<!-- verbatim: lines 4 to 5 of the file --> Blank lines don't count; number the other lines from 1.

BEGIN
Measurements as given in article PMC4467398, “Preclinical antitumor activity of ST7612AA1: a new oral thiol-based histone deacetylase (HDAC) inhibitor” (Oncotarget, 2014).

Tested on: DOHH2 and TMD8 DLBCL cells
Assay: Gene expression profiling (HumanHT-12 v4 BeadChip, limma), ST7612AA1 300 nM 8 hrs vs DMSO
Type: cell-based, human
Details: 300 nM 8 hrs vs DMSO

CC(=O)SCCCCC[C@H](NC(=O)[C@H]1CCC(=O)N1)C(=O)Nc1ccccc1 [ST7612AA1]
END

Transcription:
Type: cell-based, human
Details: 300 nM 8 hrs vs DMSO